Mr. McKelvey died in 2008, so when his estate settled the contracts, the stock had a stepped up basis.
Tax Court Says It Is OK
The IRS saw it differently. The IRS position was that the VPFC contracts were capital assets and their extension was, in effect, an exchange of an old contract for a new one, a short-term gain and a long-term gain for a deemed sale of the stock. Thanks to the decline in the share price, McKelvey was far into the money on the contract yielding a total gain of $200,886,619. There is an irony if the IRS is right, because the tax maneuver had the effect of turning some long-term gain into short-term gain. That is the tax planning equivalent of turning gold into lead.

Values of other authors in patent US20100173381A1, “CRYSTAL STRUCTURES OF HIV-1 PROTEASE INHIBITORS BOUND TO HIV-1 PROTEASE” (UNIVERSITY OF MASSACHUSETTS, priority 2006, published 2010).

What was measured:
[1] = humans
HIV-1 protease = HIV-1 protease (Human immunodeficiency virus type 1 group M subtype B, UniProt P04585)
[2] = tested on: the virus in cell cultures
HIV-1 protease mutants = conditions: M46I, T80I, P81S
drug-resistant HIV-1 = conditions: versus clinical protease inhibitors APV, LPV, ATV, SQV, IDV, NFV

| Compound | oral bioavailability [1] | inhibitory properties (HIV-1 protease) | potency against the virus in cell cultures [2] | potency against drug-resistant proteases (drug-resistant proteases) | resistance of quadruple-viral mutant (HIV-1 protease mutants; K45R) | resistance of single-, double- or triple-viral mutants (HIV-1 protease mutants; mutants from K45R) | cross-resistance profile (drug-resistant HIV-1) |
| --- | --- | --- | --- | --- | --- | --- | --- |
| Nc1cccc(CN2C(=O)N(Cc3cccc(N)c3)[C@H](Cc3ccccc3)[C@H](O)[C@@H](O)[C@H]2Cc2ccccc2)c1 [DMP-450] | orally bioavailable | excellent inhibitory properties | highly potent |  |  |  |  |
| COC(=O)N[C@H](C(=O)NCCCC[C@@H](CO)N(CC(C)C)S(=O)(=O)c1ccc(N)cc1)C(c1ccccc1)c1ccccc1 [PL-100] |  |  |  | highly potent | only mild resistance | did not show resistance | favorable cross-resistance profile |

The Tax Court did not see it that way, though.
At the time decedent extended the original VPFCs, he had only delivery obligations and not property rights in the contracts. ….We hold that the MSI and BofA extensions, executed on July 15 and 24, 2008, did not constitute exchanges of decedent’s “property” in the original VPFCs under section 1001.
And Planners Get Excited
The decision created a bit of excitement. David Miller, et al. wrote on The Proskauer Tax Blog
If the McKelvey decision survives appeal with the reasoning preserved, pure obligors under forward contracts and options would appear to be able to extend their contracts without a taxable event, effectively allowing potentially indefinite deferral of tax liability.